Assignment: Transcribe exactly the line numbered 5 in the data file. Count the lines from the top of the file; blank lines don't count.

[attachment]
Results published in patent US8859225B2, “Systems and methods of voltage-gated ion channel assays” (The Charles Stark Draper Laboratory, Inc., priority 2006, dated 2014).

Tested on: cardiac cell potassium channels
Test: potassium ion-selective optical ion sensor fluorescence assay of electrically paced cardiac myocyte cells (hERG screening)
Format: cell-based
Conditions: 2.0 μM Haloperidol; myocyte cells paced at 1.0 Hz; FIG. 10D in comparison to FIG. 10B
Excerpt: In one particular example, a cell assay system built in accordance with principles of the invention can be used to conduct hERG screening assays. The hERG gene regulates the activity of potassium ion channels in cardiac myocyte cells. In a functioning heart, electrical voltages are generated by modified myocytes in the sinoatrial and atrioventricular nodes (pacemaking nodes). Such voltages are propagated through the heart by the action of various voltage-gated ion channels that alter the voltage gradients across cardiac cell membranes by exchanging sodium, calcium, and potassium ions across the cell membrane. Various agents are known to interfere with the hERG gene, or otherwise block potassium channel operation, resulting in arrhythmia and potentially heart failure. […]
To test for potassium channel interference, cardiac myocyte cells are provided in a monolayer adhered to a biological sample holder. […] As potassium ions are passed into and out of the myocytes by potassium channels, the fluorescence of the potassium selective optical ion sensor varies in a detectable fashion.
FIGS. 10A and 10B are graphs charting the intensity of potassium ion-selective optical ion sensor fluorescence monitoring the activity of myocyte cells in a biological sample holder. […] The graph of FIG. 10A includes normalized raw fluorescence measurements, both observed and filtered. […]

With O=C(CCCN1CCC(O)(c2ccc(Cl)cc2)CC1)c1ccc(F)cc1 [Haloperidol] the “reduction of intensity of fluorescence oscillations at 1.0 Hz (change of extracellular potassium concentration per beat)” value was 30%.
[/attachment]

Conditions: 2.0 μM Haloperidol; myocyte cells paced at 1.0 Hz; FIG. 10D in comparison to FIG. 10B